Articles | Volume 15, issue 9
Atmos. Chem. Phys., 15, 5145–5159, 2015
Atmos. Chem. Phys., 15, 5145–5159, 2015

Research article 08 May 2015

Research article | 08 May 2015

Relative humidity-dependent viscosities of isoprene-derived secondary organic material and atmospheric implications for isoprene-dominant forests

M. Song1, P. F. Liu2, S. J. Hanna1, Y. J. Li2, S. T. Martin2,3, and A. K. Bertram1 M. Song et al.
  • 1Department of Chemistry, University of British Columbia, Vancouver, BC V6T 1Z1, Canada
  • 2School of Engineering and Applied Sciences, Harvard University, Cambridge, Massachusetts 02138, USA
  • 3Department of Earth and Planetary Sciences, Harvard University, Cambridge, Massachusetts 02138, USA

Abstract. Oxidation of isoprene is an important source of secondary organic material (SOM) in atmospheric particles, especially in areas such as the Amazon Basin. Information on the viscosities, diffusion rates, and mixing times within isoprene-derived SOM is needed for accurate predictions of air quality, visibility, and climate. Currently, however, this information is not available. Using a bead-mobility technique and a poke-flow technique combined with fluid simulations, the relative humidity (RH)-dependent viscosities of SOM produced from isoprene photo-oxidation were quantified for 20–60 μm particles at 295 ± 1 K. From 84.5 to 0% RH, the viscosities for isoprene-derived SOM varied from ~ 2 × 10−1 to ~ 3 × 105 Pa s, implying that isoprene-derived SOM ranges from a liquid to a semisolid over this RH range. These viscosities correspond to diffusion coefficients of ~ 2 × 10−8 to ~ 2 × 10−14 cm2 s−1 for large organic molecules that follow the Stokes–Einstein relation. Based on the diffusion coefficients, the mixing time of large organic molecules within 200 nm isoprene-derived SOM particles ranges from approximately 0.1 h to less than 1 s. To illustrate the atmospheric implications of this study's results, the Amazon Basin is used as a case study for an isoprene-dominant forest. Considering the RH and temperature range observed in the Amazon Basin and with some assumptions about the dominant chemical compositions of SOM particles in the region, it is likely that SOM particles in this area are liquid and reach equilibrium with large gas-phase organic molecules on short time scales, less than or equal to approximately 0.1 h.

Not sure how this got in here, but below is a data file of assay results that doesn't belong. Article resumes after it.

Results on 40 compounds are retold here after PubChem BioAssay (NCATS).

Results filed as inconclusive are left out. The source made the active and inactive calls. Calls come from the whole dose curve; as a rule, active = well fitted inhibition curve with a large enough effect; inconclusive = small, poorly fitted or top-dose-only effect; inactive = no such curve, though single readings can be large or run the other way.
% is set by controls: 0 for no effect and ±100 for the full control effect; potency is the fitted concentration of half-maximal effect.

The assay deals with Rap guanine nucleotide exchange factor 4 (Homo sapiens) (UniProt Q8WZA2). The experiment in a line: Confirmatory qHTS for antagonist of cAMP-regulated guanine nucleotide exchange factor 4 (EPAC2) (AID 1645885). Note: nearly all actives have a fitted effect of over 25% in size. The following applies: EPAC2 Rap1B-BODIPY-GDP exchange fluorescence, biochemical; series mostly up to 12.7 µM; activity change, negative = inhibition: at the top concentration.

Final-revised paper